Smart Toys Making a Big Play This Holiday Season

By Steve Anderson November 10, 2015

The holiday shopping season has started up for many already, and with Hanukkah, Christmas and Kwanzaa only a few weeks out, toy purchases are already front-of-mind. A new report from Juniper Research shows that one breed of toy is likely to have a big year this year: smart toys.

The Juniper Research study illustrates a market where smart toys will clear $2.8 billion in revenues this year, including both hardware and app content. One of the biggest drivers in that market will be the “toys to life” segment, popularized by the Nintendo Amiibo line and Activision's Skylanders series. This segment allows toymakers to not only offer toys, but connect these directly to mobile and console devices as well, allowing for extra value and thus an increased chance of making sales. Lego's recent plan to join in with the Lego Dimensions series has only spurred development further.

Toy consumers, however, are proving price-sensitive, with the Juniper Research report noting that “Price is one of the biggest hurdles for consumers.” Given that smart toys carry premium prices, though some relief on that front is expected, smart toys are largely a major-markets-only affair, with the United States, United Kingdom and Japan taking the lead. Companies will also need to focus on security, so as to prevent the toys from becoming a network access point for hackers, and the revenue potential of offering content via apps for the toys.

Perhaps the first such smart toy vendor in this vein was Activision's Skylanders line. Based in part on the Spyro the Dragon series of games, Skylanders has offered several new versions to follow from Skylanders Swap Force to Skylanders Trap Team, leading up to the most recent, a racing game called Skylanders SuperChargers. Though the characters aren't immediately recognizable, there are a variety of experiences to be had in the series and that's driven a lot of its popularity. Prices on the Skylanders series vary wildly depending on the series desired—the Xbox One version of Skylanders SuperChargers runs $69.99 on Amazon—and used versions are available for those who want to save some cash.

Skylanders Smart Toys

Nintendo's Amiibo series steps in next, with a string of characters immediately recognizable to just about anyone who's played a Nintendo console in the last 30 years. Amiibo characters are small statuettes on bases that can connect to Nintendo consoles, including the 2DS, the 3DS and the Wii U. Able to work with a variety of different games—some of which are specific to that title or franchise—the statuettes offer a new challenge to older games by unlocking new content while still looking sharp as statuettes. Some characters are available in card form for easier portability. Prices here also range, though a bit more narrowly than the Skylanders series, sticking around the $10 - $30 range.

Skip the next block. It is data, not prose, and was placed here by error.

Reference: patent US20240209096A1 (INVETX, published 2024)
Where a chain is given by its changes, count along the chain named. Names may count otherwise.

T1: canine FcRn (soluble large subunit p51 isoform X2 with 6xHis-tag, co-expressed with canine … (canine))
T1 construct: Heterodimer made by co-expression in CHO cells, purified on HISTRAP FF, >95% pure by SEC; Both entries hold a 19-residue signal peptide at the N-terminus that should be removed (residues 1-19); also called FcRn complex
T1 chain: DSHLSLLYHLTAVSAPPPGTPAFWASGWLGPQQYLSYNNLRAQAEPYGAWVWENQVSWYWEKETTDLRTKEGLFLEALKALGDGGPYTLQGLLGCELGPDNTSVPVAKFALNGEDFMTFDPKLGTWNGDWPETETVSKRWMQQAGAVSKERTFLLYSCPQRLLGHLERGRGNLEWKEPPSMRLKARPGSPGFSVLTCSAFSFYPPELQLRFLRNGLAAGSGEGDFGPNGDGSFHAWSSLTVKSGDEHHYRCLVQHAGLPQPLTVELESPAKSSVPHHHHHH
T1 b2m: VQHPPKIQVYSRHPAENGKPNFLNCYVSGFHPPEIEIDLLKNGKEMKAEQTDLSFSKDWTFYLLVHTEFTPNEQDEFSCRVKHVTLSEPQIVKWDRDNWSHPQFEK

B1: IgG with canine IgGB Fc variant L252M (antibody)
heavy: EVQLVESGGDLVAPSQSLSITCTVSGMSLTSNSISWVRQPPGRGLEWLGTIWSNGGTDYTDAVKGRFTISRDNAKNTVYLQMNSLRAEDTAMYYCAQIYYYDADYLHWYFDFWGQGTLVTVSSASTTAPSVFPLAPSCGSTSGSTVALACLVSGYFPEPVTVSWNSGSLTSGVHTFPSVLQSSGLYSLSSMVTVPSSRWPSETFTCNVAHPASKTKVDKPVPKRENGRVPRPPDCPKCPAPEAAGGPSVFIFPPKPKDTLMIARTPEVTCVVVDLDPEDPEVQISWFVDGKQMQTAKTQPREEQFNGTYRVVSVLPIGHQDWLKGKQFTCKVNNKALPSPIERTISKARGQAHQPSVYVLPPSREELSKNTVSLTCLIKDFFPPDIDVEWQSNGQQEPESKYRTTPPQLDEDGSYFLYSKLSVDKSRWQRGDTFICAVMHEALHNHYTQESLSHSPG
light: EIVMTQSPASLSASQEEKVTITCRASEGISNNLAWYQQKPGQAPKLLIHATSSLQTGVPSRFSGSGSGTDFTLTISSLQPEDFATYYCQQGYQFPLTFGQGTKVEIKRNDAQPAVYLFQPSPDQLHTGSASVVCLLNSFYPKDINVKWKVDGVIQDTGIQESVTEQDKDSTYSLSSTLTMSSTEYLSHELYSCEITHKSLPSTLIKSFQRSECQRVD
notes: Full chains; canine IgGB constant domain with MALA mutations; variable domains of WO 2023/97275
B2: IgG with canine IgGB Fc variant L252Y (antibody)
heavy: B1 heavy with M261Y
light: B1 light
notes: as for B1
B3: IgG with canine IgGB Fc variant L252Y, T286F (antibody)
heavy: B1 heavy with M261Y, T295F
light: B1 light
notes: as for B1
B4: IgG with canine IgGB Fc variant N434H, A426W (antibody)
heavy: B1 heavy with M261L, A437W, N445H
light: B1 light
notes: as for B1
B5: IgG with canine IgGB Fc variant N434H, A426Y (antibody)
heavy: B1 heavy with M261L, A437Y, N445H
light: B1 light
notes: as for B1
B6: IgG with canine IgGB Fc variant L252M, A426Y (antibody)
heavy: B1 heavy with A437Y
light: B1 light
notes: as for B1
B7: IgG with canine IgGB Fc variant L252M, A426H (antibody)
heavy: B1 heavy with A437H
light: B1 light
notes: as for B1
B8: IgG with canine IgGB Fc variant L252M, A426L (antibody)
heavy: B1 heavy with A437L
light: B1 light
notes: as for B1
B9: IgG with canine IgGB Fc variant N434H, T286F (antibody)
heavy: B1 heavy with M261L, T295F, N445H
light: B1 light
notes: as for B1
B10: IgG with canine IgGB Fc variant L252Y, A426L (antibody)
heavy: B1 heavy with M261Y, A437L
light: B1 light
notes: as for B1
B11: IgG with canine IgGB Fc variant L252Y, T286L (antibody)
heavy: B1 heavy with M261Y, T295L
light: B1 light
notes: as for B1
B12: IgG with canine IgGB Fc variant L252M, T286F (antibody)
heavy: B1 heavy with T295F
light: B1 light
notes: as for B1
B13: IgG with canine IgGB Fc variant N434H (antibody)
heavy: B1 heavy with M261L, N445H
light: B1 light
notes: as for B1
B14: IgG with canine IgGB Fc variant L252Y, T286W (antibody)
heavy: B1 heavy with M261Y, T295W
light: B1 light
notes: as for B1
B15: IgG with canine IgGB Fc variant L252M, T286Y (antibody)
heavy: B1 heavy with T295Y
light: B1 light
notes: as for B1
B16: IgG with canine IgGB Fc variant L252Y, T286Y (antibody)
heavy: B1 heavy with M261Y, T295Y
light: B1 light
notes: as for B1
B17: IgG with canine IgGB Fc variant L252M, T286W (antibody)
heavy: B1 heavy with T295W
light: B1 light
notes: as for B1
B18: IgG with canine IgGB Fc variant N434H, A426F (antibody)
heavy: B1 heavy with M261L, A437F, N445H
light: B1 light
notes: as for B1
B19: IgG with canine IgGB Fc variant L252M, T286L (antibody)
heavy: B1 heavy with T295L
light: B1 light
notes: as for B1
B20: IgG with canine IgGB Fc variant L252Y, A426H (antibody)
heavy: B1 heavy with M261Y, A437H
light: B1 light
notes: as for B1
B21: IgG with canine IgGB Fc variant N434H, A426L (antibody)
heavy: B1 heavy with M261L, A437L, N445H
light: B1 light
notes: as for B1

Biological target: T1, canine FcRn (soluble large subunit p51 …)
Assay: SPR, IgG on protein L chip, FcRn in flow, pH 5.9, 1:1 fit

Lego Dimensions is the latest addition to the series, boasting characters from a wide array of licenses boiled down in Lego form. Included in the roster are Batman, Doc Brown from the Back to the Future film series, and Doctor Who, showing just how far this series can range. Featuring a familiar voice cast as part of the games—Christopher Lloyd voices Doc Brown, for example—the game is designed to have almost a cinematic feel, putting a wide array of different characters in pursuit of a meta-goal to stop a Lego universe villain from seizing control of the entire multiverse of different Lego characters. Given that this is Lego, however, the figures and installations in question can actually be used offline as well, as part of normal Lego play, at least to some extent. Prices here also range depending on the system desired—on Amazon the price for the Xbox One version is almost $15 higher than even the PS4 variant—and several “level packs” are available to add more characters and gameplay.

There's one point that smart toy makers could—and should—keep in mind when it comes to marketing smart toys into a price-sensitive environment: the value proposition. Toy makers have a unique opportunity to note that, yes, the initial costs are high, and unusually so for a toy. Smart toys may have a high entry point, but smart toys also have an unusual longevity. Several such toys are already on the market and drawing interest from consumers and vendors alike.

Smart toys could be a huge draw this season, but toymakers will have to have a clear marketing plan in place to get the most out of this high-dollar but potentially high-value series. Overcoming price objections will be the biggest step, but if the value can be clearly established, consumers may well buy in on toys that last a lot longer than the ordinary.




Edited by Kyle Piscioniere

Contributing Writer

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